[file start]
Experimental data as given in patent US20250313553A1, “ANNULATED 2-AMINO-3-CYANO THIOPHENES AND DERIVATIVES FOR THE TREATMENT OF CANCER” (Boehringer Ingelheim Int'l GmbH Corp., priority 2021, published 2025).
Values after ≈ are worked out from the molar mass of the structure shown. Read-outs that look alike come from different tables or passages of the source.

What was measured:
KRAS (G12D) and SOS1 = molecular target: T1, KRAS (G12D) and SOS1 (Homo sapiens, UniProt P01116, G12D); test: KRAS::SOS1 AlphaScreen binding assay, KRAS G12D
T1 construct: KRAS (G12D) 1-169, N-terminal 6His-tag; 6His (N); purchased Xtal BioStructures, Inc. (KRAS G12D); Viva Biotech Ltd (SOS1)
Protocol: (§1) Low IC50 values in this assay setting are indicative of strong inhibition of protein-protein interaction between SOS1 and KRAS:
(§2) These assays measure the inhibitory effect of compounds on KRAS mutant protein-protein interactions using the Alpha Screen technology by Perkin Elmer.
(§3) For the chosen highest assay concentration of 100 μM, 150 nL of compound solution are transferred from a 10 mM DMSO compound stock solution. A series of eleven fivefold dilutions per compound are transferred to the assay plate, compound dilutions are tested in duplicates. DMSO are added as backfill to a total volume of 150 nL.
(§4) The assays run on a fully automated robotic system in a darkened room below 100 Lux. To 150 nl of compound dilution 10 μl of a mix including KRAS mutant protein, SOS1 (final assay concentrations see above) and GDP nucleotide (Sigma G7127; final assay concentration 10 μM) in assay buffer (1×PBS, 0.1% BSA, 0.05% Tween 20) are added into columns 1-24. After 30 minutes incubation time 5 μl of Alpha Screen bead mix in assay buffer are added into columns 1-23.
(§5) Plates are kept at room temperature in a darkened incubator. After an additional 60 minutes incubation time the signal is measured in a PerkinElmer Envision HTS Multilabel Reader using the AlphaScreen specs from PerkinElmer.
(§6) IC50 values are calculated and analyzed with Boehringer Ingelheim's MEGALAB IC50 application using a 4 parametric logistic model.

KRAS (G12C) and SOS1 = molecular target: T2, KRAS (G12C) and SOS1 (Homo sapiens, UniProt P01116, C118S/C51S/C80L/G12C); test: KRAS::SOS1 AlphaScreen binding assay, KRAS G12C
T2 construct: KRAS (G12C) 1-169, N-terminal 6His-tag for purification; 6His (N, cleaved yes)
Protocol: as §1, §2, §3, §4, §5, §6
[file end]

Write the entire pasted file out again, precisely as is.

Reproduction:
Experimental data as given in patent US20250313553A1, “ANNULATED 2-AMINO-3-CYANO THIOPHENES AND DERIVATIVES FOR THE TREATMENT OF CANCER” (Boehringer Ingelheim Int'l GmbH Corp., priority 2021, published 2025).
Values after ≈ are worked out from the molar mass of the structure shown. Read-outs that look alike come from different tables or passages of the source.

What was measured:
KRAS (G12D) and SOS1 = molecular target: T1, KRAS (G12D) and SOS1 (Homo sapiens, UniProt P01116, G12D); test: KRAS::SOS1 AlphaScreen binding assay, KRAS G12D
T1 construct: KRAS (G12D) 1-169, N-terminal 6His-tag; 6His (N); purchased Xtal BioStructures, Inc. (KRAS G12D); Viva Biotech Ltd (SOS1)
Protocol: (§1) Low IC50 values in this assay setting are indicative of strong inhibition of protein-protein interaction between SOS1 and KRAS:
(§2) These assays measure the inhibitory effect of compounds on KRAS mutant protein-protein interactions using the Alpha Screen technology by Perkin Elmer.
(§3) For the chosen highest assay concentration of 100 μM, 150 nL of compound solution are transferred from a 10 mM DMSO compound stock solution. A series of eleven fivefold dilutions per compound are transferred to the assay plate, compound dilutions are tested in duplicates. DMSO are added as backfill to a total volume of 150 nL.
(§4) The assays run on a fully automated robotic system in a darkened room below 100 Lux. To 150 nl of compound dilution 10 μl of a mix including KRAS mutant protein, SOS1 (final assay concentrations see above) and GDP nucleotide (Sigma G7127; final assay concentration 10 μM) in assay buffer (1×PBS, 0.1% BSA, 0.05% Tween 20) are added into columns 1-24. After 30 minutes incubation time 5 μl of Alpha Screen bead mix in assay buffer are added into columns 1-23.
(§5) Plates are kept at room temperature in a darkened incubator. After an additional 60 minutes incubation time the signal is measured in a PerkinElmer Envision HTS Multilabel Reader using the AlphaScreen specs from PerkinElmer.
(§6) IC50 values are calculated and analyzed with Boehringer Ingelheim's MEGALAB IC50 application using a 4 parametric logistic model.

KRAS (G12C) and SOS1 = molecular target: T2, KRAS (G12C) and SOS1 (Homo sapiens, UniProt P01116, C118S/C51S/C80L/G12C); test: KRAS::SOS1 AlphaScreen binding assay, KRAS G12C
T2 construct: KRAS (G12C) 1-169, N-terminal 6His-tag for purification; 6His (N, cleaved yes)
Protocol: as §1, §2, §3, §4, §5, §6